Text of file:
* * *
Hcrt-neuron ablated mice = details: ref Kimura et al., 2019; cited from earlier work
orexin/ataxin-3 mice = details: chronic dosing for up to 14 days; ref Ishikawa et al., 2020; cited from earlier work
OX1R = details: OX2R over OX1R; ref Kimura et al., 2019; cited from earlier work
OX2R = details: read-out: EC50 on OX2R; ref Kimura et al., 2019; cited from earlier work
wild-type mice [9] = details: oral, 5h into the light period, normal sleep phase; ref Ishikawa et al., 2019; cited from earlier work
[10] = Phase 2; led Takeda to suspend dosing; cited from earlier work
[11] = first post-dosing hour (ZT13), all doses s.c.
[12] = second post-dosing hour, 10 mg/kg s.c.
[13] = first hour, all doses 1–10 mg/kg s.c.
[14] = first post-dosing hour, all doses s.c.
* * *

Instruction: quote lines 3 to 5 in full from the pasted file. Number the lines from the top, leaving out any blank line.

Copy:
OX1R = details: OX2R over OX1R; ref Kimura et al., 2019; cited from earlier work
OX2R = details: read-out: EC50 on OX2R; ref Kimura et al., 2019; cited from earlier work
wild-type mice [9] = details: oral, 5h into the light period, normal sleep phase; ref Ishikawa et al., 2019; cited from earlier work